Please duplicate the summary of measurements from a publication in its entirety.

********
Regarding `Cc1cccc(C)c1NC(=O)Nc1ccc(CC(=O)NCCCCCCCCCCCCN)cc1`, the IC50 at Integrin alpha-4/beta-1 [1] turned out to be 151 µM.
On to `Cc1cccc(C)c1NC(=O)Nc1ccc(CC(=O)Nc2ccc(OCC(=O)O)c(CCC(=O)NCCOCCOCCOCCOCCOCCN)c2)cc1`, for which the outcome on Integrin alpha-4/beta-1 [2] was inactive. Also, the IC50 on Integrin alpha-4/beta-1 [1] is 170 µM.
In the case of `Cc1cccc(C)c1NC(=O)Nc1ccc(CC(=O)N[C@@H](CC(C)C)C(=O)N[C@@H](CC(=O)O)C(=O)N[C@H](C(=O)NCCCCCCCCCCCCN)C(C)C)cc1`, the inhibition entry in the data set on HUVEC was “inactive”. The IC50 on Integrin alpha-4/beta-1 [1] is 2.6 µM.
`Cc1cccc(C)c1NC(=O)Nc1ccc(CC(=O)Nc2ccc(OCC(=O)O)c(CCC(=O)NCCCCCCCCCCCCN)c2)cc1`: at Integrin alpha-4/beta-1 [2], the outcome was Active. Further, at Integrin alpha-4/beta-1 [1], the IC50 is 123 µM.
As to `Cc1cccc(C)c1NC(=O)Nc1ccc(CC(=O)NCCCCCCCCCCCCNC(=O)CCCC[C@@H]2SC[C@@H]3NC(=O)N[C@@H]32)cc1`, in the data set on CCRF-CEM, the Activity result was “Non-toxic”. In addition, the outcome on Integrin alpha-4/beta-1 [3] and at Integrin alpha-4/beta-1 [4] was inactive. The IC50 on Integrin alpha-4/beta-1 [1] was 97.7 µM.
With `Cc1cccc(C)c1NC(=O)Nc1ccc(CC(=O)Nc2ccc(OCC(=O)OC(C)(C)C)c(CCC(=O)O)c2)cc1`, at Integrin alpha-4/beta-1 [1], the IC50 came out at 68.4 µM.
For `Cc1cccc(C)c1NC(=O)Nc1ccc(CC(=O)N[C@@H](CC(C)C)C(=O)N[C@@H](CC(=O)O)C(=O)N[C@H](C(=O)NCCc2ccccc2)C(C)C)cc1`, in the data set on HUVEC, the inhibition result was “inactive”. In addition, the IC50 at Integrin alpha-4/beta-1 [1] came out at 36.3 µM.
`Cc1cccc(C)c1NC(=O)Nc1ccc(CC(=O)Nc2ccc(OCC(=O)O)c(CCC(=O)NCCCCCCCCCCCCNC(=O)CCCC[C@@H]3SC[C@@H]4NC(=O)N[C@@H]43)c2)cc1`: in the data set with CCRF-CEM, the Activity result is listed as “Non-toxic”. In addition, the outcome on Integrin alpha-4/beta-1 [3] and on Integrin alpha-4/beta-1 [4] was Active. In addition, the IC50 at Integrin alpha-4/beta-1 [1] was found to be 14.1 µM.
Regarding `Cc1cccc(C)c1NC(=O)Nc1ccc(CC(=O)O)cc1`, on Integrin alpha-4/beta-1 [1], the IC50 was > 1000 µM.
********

Regarding `Cc1cccc(C)c1NC(=O)Nc1ccc(CC(=O)NCCCCCCCCCCCCN)cc1`, the IC50 at Integrin alpha-4/beta-1 [1] turned out to be 151 µM.
On to `Cc1cccc(C)c1NC(=O)Nc1ccc(CC(=O)Nc2ccc(OCC(=O)O)c(CCC(=O)NCCOCCOCCOCCOCCOCCN)c2)cc1`, for which the outcome on Integrin alpha-4/beta-1 [2] was inactive. Also, the IC50 on Integrin alpha-4/beta-1 [1] is 170 µM.
In the case of `Cc1cccc(C)c1NC(=O)Nc1ccc(CC(=O)N[C@@H](CC(C)C)C(=O)N[C@@H](CC(=O)O)C(=O)N[C@H](C(=O)NCCCCCCCCCCCCN)C(C)C)cc1`, the inhibition entry in the data set on HUVEC was “inactive”. The IC50 on Integrin alpha-4/beta-1 [1] is 2.6 µM.
`Cc1cccc(C)c1NC(=O)Nc1ccc(CC(=O)Nc2ccc(OCC(=O)O)c(CCC(=O)NCCCCCCCCCCCCN)c2)cc1`: at Integrin alpha-4/beta-1 [2], the outcome was Active. Further, at Integrin alpha-4/beta-1 [1], the IC50 is 123 µM.
As to `Cc1cccc(C)c1NC(=O)Nc1ccc(CC(=O)NCCCCCCCCCCCCNC(=O)CCCC[C@@H]2SC[C@@H]3NC(=O)N[C@@H]32)cc1`, in the data set on CCRF-CEM, the Activity result was “Non-toxic”. In addition, the outcome on Integrin alpha-4/beta-1 [3] and at Integrin alpha-4/beta-1 [4] was inactive. The IC50 on Integrin alpha-4/beta-1 [1] was 97.7 µM.
With `Cc1cccc(C)c1NC(=O)Nc1ccc(CC(=O)Nc2ccc(OCC(=O)OC(C)(C)C)c(CCC(=O)O)c2)cc1`, at Integrin alpha-4/beta-1 [1], the IC50 came out at 68.4 µM.
For `Cc1cccc(C)c1NC(=O)Nc1ccc(CC(=O)N[C@@H](CC(C)C)C(=O)N[C@@H](CC(=O)O)C(=O)N[C@H](C(=O)NCCc2ccccc2)C(C)C)cc1`, in the data set on HUVEC, the inhibition result was “inactive”. In addition, the IC50 at Integrin alpha-4/beta-1 [1] came out at 36.3 µM.
`Cc1cccc(C)c1NC(=O)Nc1ccc(CC(=O)Nc2ccc(OCC(=O)O)c(CCC(=O)NCCCCCCCCCCCCNC(=O)CCCC[C@@H]3SC[C@@H]4NC(=O)N[C@@H]43)c2)cc1`: in the data set with CCRF-CEM, the Activity result is listed as “Non-toxic”. In addition, the outcome on Integrin alpha-4/beta-1 [3] and on Integrin alpha-4/beta-1 [4] was Active. In addition, the IC50 at Integrin alpha-4/beta-1 [1] was found to be 14.1 µM.
Regarding `Cc1cccc(C)c1NC(=O)Nc1ccc(CC(=O)O)cc1`, on Integrin alpha-4/beta-1 [1], the IC50 was > 1000 µM.